Eliza has recently moved back to her native Maryland from England with her successful husband and two bright children. She’s finally feeling reasonably secure in her life when she gets an unexpected letter from Walter, the man who kidnapped her when she was 15 and is now scheduled for execution for murders he committed with her as a witness. Does her kidnapper finally want to talk to her so he can confess to other crimes? To explain why he left her alive when he killed the others? Or is he still toying with her, just because he can?
Lippman is one of my go-to authors for intelligently written literary thrillers, and I’D KNOW YOU ANYWHERE was such a great read, it even surpassed WHAT THE DEAD KNOW as my favorite of hers.
For the first part of the book, Lippman alternates chapters between the present and 1985, giving us a complete picture of Eliza now and as a teen and showing how the person Eliza is today was greatly affected by her harrowing experience with Walter.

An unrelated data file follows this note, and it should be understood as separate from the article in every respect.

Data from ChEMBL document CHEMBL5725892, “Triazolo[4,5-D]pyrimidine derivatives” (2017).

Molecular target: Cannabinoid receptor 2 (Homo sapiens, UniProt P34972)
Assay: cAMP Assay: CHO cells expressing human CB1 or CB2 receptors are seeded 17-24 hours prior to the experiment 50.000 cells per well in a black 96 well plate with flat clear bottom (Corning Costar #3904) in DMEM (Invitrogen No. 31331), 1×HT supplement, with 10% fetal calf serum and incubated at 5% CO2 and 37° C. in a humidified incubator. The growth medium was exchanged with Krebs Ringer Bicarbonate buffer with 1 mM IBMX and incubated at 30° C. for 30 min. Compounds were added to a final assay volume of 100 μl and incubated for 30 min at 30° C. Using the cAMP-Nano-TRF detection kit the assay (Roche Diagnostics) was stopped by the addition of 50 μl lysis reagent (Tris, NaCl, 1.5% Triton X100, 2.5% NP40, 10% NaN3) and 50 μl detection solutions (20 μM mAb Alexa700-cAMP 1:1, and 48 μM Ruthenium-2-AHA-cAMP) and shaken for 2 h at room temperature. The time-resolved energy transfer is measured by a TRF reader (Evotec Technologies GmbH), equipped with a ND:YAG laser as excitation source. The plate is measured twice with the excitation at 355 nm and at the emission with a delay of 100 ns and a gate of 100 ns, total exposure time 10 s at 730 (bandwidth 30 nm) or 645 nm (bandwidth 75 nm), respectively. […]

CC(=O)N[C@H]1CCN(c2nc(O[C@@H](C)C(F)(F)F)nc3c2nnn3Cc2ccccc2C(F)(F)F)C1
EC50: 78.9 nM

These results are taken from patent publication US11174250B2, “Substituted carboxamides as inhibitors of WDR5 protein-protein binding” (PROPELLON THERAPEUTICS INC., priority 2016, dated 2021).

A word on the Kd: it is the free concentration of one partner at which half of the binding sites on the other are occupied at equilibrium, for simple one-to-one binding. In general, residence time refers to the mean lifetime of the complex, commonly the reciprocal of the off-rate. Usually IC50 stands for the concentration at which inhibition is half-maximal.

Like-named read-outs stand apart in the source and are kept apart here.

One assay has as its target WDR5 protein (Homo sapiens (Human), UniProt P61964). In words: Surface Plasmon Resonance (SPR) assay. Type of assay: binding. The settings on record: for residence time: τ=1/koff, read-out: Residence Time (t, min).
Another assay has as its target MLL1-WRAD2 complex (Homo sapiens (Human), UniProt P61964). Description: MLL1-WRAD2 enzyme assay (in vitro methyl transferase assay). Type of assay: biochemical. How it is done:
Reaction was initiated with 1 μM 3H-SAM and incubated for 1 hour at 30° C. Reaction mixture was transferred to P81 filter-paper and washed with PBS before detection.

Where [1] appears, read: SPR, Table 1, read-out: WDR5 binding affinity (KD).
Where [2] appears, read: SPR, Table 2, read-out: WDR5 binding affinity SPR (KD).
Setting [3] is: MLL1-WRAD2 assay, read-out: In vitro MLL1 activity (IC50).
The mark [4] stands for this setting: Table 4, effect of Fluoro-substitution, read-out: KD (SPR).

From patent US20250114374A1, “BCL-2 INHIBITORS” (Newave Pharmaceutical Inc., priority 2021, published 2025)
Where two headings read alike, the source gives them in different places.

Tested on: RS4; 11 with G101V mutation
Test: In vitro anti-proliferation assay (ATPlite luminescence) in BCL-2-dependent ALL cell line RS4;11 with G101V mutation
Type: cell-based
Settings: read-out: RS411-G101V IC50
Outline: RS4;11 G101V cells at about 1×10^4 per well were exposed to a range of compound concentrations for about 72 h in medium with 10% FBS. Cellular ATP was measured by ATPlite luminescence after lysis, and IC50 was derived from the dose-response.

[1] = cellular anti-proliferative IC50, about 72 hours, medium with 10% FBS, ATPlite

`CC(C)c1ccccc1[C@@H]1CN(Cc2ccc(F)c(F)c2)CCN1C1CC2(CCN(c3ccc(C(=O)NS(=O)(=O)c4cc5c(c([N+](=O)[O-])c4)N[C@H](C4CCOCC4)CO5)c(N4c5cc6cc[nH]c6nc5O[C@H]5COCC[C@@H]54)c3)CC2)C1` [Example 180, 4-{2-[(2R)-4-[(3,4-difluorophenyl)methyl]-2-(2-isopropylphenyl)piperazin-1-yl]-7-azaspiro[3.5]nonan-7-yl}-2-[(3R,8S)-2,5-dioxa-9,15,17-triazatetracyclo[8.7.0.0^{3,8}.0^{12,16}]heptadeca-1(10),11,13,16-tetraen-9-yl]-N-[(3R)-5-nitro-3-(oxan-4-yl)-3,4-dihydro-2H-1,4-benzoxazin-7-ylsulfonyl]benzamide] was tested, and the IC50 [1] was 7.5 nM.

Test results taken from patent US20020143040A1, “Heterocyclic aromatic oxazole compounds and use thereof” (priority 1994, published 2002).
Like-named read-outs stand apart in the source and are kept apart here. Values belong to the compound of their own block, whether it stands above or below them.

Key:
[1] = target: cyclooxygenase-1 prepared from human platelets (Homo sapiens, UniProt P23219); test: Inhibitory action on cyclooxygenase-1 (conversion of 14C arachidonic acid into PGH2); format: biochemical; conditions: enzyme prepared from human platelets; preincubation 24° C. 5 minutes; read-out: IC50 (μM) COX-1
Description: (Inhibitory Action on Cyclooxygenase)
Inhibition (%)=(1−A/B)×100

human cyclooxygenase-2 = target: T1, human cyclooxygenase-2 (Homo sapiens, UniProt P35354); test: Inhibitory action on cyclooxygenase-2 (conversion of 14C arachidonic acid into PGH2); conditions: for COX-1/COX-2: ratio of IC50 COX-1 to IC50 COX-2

Walter is a very fascinating kind of killer. He’s not your typical evil mastermind, just a confused sort of guy who stumbles into murder because he’s bad with women.
Later on in the book, we get insight into a couple of other characters – an anti-death penalty activist who has befriended Walter and hopes Eliza can deliver some sort of testimony that will stay his execution and the mother of one of the girls Walter killed (Holly) who blames Eliza for not doing more to help her daughter.
And that brings me to one of the book’s central questions: Could Eliza have done more? There are people who believe by not fighting back, Eliza was an accomplice in Holly’s death. But there are also those who believe not fighting back is what kept Eliza alive. Should she feel guilty for that? It’s all very thought provoking.
I’D KNOW YOU ANYWHERE is out now in hardcover. Find out more about it at the author’s website.